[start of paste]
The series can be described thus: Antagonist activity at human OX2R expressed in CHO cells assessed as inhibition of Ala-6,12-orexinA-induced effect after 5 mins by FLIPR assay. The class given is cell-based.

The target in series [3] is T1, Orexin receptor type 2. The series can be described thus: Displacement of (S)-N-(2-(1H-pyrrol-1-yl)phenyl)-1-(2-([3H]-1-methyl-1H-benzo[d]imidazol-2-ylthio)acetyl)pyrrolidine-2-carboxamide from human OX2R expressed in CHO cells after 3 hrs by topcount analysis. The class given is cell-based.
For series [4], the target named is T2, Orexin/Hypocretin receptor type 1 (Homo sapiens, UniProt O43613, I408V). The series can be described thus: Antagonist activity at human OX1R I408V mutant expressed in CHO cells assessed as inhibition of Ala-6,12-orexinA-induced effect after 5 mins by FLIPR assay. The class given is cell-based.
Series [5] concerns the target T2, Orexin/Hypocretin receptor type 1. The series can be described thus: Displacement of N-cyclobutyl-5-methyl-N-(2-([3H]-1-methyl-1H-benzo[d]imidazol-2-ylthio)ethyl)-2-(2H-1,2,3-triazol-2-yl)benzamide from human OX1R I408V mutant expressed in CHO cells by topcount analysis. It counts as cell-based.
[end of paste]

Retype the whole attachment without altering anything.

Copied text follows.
The series can be described thus: Antagonist activity at human OX2R expressed in CHO cells assessed as inhibition of Ala-6,12-orexinA-induced effect after 5 mins by FLIPR assay. The class given is cell-based.

The target in series [3] is T1, Orexin receptor type 2. The series can be described thus: Displacement of (S)-N-(2-(1H-pyrrol-1-yl)phenyl)-1-(2-([3H]-1-methyl-1H-benzo[d]imidazol-2-ylthio)acetyl)pyrrolidine-2-carboxamide from human OX2R expressed in CHO cells after 3 hrs by topcount analysis. The class given is cell-based.
For series [4], the target named is T2, Orexin/Hypocretin receptor type 1 (Homo sapiens, UniProt O43613, I408V). The series can be described thus: Antagonist activity at human OX1R I408V mutant expressed in CHO cells assessed as inhibition of Ala-6,12-orexinA-induced effect after 5 mins by FLIPR assay. The class given is cell-based.
Series [5] concerns the target T2, Orexin/Hypocretin receptor type 1. The series can be described thus: Displacement of N-cyclobutyl-5-methyl-N-(2-([3H]-1-methyl-1H-benzo[d]imidazol-2-ylthio)ethyl)-2-(2H-1,2,3-triazol-2-yl)benzamide from human OX1R I408V mutant expressed in CHO cells by topcount analysis. It counts as cell-based.